E-learning is in a rather extraordinary position. It was born as a 'tool' and now finds itself in the guise of a somewhat wobbly arrow of change. In practice, changing the way thousands of teachers teach, learners learn, innovation is promoted and sustainable change in traditional institutions is achieved across hundreds of different disciplines is a demanding endeavour that will not be achieved by learning technologies alone. It involves art, craft and science as well as technology. This paper attempts to show how it might be possible to capture and model complex strategic processes that will help move the potential of e-learning in universities to a new stage of development. It offers the example of a four-quadrant model created as a framework for an e-learning strategy.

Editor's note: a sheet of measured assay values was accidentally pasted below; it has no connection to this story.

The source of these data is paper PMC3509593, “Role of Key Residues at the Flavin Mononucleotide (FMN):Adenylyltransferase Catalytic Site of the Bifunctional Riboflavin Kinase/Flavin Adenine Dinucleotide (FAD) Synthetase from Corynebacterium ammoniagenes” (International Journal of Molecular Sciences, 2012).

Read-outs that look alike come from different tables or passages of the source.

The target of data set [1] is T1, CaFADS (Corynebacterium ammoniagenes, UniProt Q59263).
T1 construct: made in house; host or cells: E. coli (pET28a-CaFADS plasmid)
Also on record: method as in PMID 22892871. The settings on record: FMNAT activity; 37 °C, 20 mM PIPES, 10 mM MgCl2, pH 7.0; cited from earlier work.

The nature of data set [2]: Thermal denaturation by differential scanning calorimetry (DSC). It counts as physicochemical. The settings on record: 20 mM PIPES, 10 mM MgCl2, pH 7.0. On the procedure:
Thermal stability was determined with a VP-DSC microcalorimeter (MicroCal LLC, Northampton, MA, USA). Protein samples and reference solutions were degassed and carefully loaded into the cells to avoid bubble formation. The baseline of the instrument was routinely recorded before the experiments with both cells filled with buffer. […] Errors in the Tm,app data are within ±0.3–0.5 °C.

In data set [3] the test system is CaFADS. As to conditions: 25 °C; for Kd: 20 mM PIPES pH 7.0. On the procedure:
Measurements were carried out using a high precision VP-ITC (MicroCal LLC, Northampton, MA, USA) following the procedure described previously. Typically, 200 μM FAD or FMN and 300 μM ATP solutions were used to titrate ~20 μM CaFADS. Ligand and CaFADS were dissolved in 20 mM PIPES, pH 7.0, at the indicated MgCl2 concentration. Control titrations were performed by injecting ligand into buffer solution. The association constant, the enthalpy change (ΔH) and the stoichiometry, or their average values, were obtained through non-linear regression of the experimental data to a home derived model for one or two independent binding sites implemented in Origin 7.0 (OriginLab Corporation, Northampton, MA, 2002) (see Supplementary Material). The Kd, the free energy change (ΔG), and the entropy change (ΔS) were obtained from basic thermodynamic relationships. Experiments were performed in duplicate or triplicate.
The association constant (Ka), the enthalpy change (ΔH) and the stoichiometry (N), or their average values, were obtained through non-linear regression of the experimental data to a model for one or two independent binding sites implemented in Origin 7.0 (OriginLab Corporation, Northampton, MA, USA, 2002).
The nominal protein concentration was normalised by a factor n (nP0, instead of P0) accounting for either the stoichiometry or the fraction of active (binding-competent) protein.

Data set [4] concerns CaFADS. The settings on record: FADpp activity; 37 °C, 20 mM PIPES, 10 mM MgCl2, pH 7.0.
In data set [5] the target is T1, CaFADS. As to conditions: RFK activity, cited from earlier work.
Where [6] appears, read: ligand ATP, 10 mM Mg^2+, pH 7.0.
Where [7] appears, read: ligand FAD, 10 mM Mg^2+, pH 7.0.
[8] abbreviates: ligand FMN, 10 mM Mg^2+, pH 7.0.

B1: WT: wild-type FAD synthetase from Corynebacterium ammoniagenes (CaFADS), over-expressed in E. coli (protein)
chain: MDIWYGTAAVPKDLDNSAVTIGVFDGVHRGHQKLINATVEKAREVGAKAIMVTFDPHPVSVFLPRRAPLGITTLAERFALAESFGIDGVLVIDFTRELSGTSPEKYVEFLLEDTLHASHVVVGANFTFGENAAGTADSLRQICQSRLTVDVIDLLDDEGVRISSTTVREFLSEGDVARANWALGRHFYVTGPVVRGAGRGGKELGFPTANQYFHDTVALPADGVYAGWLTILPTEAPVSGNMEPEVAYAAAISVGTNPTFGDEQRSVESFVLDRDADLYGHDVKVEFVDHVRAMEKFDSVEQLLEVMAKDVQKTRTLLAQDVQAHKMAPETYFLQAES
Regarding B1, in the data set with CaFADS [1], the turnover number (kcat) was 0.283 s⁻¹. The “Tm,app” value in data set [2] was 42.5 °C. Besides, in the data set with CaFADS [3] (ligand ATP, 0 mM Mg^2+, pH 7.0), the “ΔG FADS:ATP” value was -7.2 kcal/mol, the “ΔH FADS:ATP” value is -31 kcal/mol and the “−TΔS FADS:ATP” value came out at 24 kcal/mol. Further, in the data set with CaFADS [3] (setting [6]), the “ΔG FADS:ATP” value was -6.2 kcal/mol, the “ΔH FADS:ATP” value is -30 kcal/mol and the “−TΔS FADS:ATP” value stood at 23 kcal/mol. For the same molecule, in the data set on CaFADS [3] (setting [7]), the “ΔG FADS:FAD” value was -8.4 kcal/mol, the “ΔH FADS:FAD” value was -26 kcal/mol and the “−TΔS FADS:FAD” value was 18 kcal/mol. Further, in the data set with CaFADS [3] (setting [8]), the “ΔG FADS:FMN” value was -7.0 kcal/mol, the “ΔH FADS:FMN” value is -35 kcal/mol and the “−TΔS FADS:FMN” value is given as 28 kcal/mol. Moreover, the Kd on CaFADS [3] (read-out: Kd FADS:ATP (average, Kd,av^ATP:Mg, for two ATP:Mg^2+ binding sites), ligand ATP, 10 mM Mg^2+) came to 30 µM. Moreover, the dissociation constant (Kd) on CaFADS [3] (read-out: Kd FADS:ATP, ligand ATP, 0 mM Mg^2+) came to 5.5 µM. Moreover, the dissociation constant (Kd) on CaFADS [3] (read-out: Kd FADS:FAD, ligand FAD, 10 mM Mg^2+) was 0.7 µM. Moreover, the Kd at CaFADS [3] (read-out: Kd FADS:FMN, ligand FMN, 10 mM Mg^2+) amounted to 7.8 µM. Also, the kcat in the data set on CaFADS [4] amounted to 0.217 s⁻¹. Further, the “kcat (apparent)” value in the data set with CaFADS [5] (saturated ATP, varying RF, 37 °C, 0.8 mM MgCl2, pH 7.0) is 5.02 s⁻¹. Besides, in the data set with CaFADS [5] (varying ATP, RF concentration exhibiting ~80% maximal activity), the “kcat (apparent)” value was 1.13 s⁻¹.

Research in Learning Technology,
Vol. 13, no. 3 (2005), pp. 201-218